The foregoing specification sets forth the invention in its preferred practical forms but it is understood that the structure shown is capable of modification within a range of equivalents without departing from the invention which is to be understood is broadly novel as is commensurate with the appended claims.

The embodiments of the invention in which an exclusive property or privilege is claimed are defined as follows:

1. A valve for changing the direction and velocity of a gas to agglomerate water and oil and the like com prising a hollow, tubular, rigid body closed at one end and having an inlet comprising a laterally disposed opening in said body intermediate said end and an outlet at the end opposite said closed end, a flexible tubular member concentrically disposed in said hollow body and conforming tightly to the inside surface thereof, said inlet communicating with the open end of said body when gas under pressure deflects said flexible tubular member away from the inside surface of said body, and a curved rod extending diametrically across said laterally disposed opening and attached at its ends to the sides thereof, said rod engaging said flexible tubular member and distorting it inwardly away from said rigid body.

2. The valve recited in claim 1 wherein said closed end is closed by means of a cap having a plug on the inside thereof, said plug clamping said tubular member between the end of said hollow body and said plug.

3. The valve recited in claim 1 wherein said inlet comprises a tube connected to said opening and disposed at an acute angle to the axis of said tubular member.

References Cited in the file of this patent UNITED STATES PATENTS 2,114,977 Edwards Apr. 19, 1938 2,534,874 Mettler Dec. 19, 1950 2,621,889 Annin Dec. 16, 1952 2,651,322 Hendry Sept. 8, 1953 2,662,485 Ilfrey Dec. 15, 1953 2,760,436 Von Seggern Aug. 28, 1956 2,890,838 Jannsen June 16, 1959 FOREIGN PATENTS 23,990 Austria Apr. 25, 1906 1,058,147 France Nov. 4, 1953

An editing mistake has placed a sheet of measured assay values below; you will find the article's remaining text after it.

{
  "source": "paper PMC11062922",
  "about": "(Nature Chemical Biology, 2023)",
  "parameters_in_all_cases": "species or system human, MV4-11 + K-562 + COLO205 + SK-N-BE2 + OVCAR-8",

Patent Citations
Cited PatentFiling datePublication dateApplicantTitle
US2114977 *May 13, 1937Apr 19, 1938Timken Roller Bearing CoFuel injector
US2534874 *Jan 26, 1948Dec 19, 1950George MettlerRefrigerant expansion device
US2621889 *May 23, 1947Dec 16, 1952Grove Regulator CompanyExpansible sleeve type valve
US2651322 *Sep 10, 1949Sep 8, 1953Union Carbide & Carbon CorpDry backfire arrester
US2662485 *Oct 4, 1951Dec 15, 1953Standard Oil Dev CoWell pump
US2760436 *Oct 5, 1953Aug 28, 1956Seggern Ernest A VonPump for fluid and semi-fluid material such as plaster and the like
US2890838 *Feb 7, 1958Jun 16, 1959Jannsen Edward MDevice for filter separating iron from water
AT23990B * Title not available
FR1058147A * Title not available
Referenced by
Citing PatentFiling datePublication dateApplicantTitle
US3085549 *Feb 15, 1961Apr 16, 1963Jones & Laughlin Steel CorpApparatus for introducing fluids into pipes
US3498321 *Oct 16, 1967Mar 3, 1970Gen Tire & Rubber CoSelf-sealing valve assembly
US4489750 *Aug 25, 1981Dec 25, 1984Davol, Inc.Pressure operated pulsatile fluid flow device
US4653539 *Jun 12, 1984Mar 31, 1987Mallinckrodt, Inc.Self-sealing check valve
US4690165 *Aug 20, 1986Sep 1, 1987Beckman Instruments, Inc.Mixing tee check valve and method
US5470305 *Apr 19, 1993Nov 28, 1995Stryker CorporationIrrigation handpiece with built in pulsing pump
US5718668 *Nov 17, 1995Feb 17, 1998Stryker CorporationIrrigation handpiece with built in pulsing pump
US6022329 *Jan 20, 1998Feb 8, 2000Stryker CorporationIrrigation handpiece with built in pulsing pump
US6213970Dec 19, 1996Apr 10, 2001Stryker CorporationSurgical suction irrigation
US6623445Oct 2, 2000Sep 23, 2003Stryker CorporationSurgical suction irrigator
US6746419Dec 14, 1999Jun 8, 2004Stryker CorporationIrrigation handpiece with built in pulsing pump
US7144383May 4, 2004Dec 5, 2006Stryker CorporationSurgical/medical irrigating handpiece with variable speed pump, integrated suction and battery pack
US7297133Aug 26, 2003Nov 20, 2007Stryker CorporationSurgical suction irrigator
US7481791Oct 14, 2003Jan 27, 2009Stryker CorporationSurgical suction irrigator
Classifications
U.S. Classification239/533.13, 239/452, 137/853, 239/455, 239/519, 239/601
International ClassificationF16K7/00, F16K7/07, F16L55/24
Cooperative ClassificationF16L55/24, F16K7/07
European ClassificationF16L55/24, F16K7/07